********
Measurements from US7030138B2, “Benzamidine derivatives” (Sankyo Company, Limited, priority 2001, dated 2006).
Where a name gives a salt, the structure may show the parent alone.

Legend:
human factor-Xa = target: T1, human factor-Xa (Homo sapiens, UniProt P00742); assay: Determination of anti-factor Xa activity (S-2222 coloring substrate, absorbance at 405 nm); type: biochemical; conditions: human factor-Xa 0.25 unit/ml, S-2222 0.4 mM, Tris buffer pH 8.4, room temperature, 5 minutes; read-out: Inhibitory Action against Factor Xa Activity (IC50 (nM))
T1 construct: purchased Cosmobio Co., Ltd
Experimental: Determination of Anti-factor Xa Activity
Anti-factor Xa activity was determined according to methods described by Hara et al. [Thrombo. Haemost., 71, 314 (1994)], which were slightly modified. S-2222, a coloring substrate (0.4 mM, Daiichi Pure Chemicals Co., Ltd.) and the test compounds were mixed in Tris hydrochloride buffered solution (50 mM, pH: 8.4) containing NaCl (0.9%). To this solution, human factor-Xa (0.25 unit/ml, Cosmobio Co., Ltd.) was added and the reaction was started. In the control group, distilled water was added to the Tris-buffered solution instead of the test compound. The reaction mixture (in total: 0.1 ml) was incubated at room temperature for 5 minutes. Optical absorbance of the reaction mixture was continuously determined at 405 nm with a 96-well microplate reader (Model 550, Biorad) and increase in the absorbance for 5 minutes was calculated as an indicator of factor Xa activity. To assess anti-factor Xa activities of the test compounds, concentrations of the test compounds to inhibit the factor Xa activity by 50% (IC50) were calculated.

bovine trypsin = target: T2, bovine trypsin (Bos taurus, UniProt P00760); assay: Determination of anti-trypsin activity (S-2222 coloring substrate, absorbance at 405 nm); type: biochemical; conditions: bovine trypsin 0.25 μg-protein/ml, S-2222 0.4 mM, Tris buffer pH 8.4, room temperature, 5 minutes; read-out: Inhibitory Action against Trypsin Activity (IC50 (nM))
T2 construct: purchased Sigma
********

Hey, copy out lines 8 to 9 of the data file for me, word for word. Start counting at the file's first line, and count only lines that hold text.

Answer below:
bovine trypsin = target: T2, bovine trypsin (Bos taurus, UniProt P00760); assay: Determination of anti-trypsin activity (S-2222 coloring substrate, absorbance at 405 nm); type: biochemical; conditions: bovine trypsin 0.25 μg-protein/ml, S-2222 0.4 mM, Tris buffer pH 8.4, room temperature, 5 minutes; read-out: Inhibitory Action against Trypsin Activity (IC50 (nM))
T2 construct: purchased Sigma